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wharf.co.uk - 29th July 2008

Review: Blondie at the British International Motor Show

By John Hill on July 29, 2008 11:56 AM

DRIVE-TIME favourites Blondie kick off just as a lumbering passenger jet thunders imposingly over the stage.

"This is a beautiful spot, but it's a little remote", muses Debbie Harry, in the midst of a car park a little way east of Royal Docks' Excel centre.

Admittedly, we are several stops from the lights of the West End, on the business end of a commercial flight path.

But we're also in the centre of one of the year's biggest UK motor shows, and there are few better bands for a top-down cruise down a highway than '70s legends Blondie.

The New York new wave and punk rock poster-children are part of a ten-day "music festival" of gigs, featuring Top Gear soundtrack darlings such as Alice Cooper, Status Quo, Deep Purple, Chicago and Meat Loaf.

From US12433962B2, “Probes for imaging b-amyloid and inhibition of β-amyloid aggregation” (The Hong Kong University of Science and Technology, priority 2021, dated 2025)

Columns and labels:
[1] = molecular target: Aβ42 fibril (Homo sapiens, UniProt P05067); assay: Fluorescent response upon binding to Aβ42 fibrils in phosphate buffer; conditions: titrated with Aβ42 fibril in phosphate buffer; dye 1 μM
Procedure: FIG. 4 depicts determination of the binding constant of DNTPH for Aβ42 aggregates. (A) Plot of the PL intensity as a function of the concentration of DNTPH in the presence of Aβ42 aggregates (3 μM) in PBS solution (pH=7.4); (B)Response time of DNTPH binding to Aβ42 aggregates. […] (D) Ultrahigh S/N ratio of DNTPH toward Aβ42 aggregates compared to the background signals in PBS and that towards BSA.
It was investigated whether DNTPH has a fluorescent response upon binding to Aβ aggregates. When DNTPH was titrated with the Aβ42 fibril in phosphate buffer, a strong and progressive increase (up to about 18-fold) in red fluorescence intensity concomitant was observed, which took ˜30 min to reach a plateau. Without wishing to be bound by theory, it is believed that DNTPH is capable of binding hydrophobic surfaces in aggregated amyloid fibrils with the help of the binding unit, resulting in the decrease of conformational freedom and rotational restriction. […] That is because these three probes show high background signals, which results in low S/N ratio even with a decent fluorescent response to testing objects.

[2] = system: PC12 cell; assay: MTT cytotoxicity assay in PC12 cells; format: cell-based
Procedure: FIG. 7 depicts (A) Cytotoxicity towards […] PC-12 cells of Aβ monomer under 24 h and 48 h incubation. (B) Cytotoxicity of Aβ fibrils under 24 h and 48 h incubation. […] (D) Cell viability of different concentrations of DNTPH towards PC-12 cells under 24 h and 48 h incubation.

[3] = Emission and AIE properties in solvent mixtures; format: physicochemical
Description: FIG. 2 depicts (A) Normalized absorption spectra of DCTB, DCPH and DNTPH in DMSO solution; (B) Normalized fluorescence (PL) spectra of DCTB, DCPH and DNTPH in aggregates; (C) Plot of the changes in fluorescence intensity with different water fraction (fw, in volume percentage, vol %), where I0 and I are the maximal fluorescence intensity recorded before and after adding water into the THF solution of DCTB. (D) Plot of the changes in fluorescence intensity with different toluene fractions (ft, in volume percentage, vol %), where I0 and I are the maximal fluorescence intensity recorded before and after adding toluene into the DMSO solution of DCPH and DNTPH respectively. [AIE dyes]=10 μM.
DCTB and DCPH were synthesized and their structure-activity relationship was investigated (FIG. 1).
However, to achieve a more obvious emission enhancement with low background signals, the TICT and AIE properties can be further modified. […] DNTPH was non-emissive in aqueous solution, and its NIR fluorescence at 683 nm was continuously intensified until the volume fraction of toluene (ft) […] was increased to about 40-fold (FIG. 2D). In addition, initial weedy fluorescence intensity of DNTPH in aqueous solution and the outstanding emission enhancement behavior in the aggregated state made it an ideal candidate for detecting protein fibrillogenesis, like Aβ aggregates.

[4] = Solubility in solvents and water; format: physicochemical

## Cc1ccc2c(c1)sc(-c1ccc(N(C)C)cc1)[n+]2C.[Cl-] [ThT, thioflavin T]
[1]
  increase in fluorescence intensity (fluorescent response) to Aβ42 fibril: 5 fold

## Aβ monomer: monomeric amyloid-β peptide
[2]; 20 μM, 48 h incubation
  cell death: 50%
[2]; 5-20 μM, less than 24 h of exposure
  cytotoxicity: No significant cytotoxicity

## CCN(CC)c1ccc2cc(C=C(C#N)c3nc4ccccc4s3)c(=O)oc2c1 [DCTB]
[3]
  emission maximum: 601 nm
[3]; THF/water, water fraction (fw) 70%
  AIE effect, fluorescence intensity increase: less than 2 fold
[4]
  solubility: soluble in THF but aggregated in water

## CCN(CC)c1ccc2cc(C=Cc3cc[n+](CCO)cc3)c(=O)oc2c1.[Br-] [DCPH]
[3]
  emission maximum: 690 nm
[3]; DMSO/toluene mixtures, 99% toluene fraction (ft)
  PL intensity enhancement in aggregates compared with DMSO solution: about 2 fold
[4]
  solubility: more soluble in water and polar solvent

They're here as part of a tour celebrating the 30th anniversary of the release of Parallel Lines, an album so stupidly crammed with anthemic rock hits that it would make a pretty good career on its own.

No one was expecting era-defining drama on the scale of Jimi Hendrix at Monterey or Bob Dylan at Newport, but Blondie have a strong, head-banging set list and they've had it lying around long enough to know how to use it properly.

Any band that can draw on a bouncing classic like One Way or Another as a second song and still have plenty in the tank for a one-and-a-half hour set is going to be more than okay in front of a friendly crowd. And although many had decided to relax in the bleachers rather than fill the gaps in the standing area, those that chose to leap around were more than satisfied by this polished product.

Blondie are a juggernaut driven by mad thumping drums and a crunchy collection of barre chords. But the key to a successful gig is lead singer Debbie Harry, and HR Giger's one-time muse was on good form.

The rock icon doesn't go leaping about the stage, but her pipes are still strong enough to belt out the challenging high notes in songs such as Maria and Heart of Glass. Down in the car park standing pit, there are plenty of people to jump around for her.

While I'm not a big fan of encore tune The Tide Is High, it allowed us to delay the inevitable trek home on the disrupted Jubilee line. And while the tired masses huddled at Canning Town, they at least had a few choice melodies to hum.

Link: wharf.co.uk - 29th July 2008


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